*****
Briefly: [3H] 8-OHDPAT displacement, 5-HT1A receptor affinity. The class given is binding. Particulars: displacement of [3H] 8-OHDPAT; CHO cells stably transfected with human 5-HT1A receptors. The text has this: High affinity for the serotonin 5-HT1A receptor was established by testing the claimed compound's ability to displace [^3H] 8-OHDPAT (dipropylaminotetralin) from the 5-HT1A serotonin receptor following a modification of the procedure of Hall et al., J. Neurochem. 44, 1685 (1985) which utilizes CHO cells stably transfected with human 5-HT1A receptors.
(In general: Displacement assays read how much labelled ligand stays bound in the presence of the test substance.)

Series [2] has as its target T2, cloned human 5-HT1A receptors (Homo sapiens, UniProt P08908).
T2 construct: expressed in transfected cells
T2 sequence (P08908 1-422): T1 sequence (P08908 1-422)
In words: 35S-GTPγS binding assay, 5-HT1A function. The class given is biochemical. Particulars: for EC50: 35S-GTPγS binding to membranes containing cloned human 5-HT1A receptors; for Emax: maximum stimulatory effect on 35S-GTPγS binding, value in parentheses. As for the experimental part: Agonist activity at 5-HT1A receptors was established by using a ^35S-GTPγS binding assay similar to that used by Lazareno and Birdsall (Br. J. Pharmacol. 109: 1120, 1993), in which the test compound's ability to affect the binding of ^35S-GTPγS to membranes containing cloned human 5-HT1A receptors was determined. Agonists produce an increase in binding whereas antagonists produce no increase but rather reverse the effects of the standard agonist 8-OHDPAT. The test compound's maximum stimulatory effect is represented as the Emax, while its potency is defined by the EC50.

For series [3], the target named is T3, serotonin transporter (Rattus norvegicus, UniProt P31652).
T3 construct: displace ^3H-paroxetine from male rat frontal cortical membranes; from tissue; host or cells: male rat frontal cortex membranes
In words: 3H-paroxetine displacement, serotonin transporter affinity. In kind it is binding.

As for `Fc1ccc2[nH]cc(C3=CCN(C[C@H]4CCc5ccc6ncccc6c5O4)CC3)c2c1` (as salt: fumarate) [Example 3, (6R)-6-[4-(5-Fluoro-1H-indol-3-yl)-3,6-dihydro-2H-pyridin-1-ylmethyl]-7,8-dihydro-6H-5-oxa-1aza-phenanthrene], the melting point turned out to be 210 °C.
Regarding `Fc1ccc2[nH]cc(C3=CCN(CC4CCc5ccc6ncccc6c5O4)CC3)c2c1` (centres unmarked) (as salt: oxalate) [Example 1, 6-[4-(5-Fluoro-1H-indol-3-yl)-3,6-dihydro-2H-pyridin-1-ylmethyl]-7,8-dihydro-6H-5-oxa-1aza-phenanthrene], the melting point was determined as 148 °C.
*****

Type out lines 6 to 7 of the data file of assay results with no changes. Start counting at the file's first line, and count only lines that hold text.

In words: 35S-GTPγS binding assay, 5-HT1A function. The class given is biochemical. Particulars: for EC50: 35S-GTPγS binding to membranes containing cloned human 5-HT1A receptors; for Emax: maximum stimulatory effect on 35S-GTPγS binding, value in parentheses. As for the experimental part: Agonist activity at 5-HT1A receptors was established by using a ^35S-GTPγS binding assay similar to that used by Lazareno and Birdsall (Br. J. Pharmacol. 109: 1120, 1993), in which the test compound's ability to affect the binding of ^35S-GTPγS to membranes containing cloned human 5-HT1A receptors was determined. Agonists produce an increase in binding whereas antagonists produce no increase but rather reverse the effects of the standard agonist 8-OHDPAT. The test compound's maximum stimulatory effect is represented as the Emax, while its potency is defined by the EC50.

For series [3], the target named is T3, serotonin transporter (Rattus norvegicus, UniProt P31652).